On Wednesday, President-elect Donald Trump delivered on a campaign promise to prevent HVAC systems manufacturer, Carrier, from transferring 1,100 manufacturing jobs from Indianapolis, Indiana to Mexico.
What Trump won’t be tweeting in between reviews of SNL episodes and Broadway musicals is that Carrier will still be moving 600 Indianapolis jobs to Mexico. Carrier’s parent company, United Technologies, will also close their Huntington, Indiana plant.
1,100 jobs saved is a great headline. It’s also inaccurate. The Trump deal saves 800 union jobs. Receiving confirmation from Carrier, CNN reported Trump and the company are including 300 administrative and engineering jobs that were never in danger of leaving. Hold on, it gets better.
Team Trump saved 800 jobs by providing Carrier $7 million in subsidies, paid for by the taxpayers of Indiana over ten years. It clearly doesn’t hurt that Trump’s VP-elect is current Indiana Governor Mike Pence.
Trump’s deal could be viewed as crony capitalism, something Trump supporting-Mama grizzly and former Republican VP candidate Sarah Palin was quick to point out on Friday.
“When government steps in arbitrarily with individual subsidies, favoring one business over others, it sets inconsistent, unfair illogical precedent,” Palin wrote for the Young Conservatives.
Agreeing with Sarah Palin is yet another head-scratching 2016 moment in which I find myself.
What does this mean for the future? Two other companies, Manitowoc and Rexnord, have also announced plans to move Indiana-based plants to Mexico.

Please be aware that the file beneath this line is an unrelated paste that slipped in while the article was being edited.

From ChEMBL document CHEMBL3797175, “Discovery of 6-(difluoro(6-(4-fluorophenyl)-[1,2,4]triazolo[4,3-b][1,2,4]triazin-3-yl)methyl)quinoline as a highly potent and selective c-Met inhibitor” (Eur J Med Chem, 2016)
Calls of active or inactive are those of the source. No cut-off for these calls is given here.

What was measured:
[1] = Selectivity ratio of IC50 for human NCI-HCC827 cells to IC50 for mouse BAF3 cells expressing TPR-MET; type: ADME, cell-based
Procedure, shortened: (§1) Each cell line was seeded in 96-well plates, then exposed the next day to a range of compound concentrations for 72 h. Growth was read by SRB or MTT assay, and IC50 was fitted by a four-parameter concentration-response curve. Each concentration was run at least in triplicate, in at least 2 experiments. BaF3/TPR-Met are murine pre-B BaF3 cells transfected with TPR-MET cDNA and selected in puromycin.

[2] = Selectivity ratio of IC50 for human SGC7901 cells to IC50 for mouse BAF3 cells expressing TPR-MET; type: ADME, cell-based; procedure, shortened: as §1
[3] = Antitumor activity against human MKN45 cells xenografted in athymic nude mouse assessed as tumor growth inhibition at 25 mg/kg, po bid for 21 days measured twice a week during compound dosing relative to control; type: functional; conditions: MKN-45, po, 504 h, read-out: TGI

On Sunday, Trump unleashed his economic policy in a fury of tweets, stating the U.S. would “…substantialy [sic] reduce taxes and regulations on businesses.” PEOTUS also threatened any company that moved production out of the country would face a 35% tariff on goods coming into the U.S.
Was Carrier aware of these provisions when they made their deal with Trump?
Trump previously mentioned the possibility of a 35% tariff in September when discussing Ford moving production of its small cars to Mexico (a move which Ford said would not lose American jobs).
A 35% tariff on Ford for the year of 2016 would total $2.8 billion, which far exceeds their most recent quarter’s profits of $1 billion. You can guarantee the difference will be made up by the American consumer through higher prices.
The very clear loophole in Trump’s Twitter economic policy is companies could establish new plants in foreign countries, working around the 35% tax on goods for moving plants out of the U.S.
Maybe this guy needs to spend less time watching Saturday Night Live and re-reading The Art of the Deal before January 20th.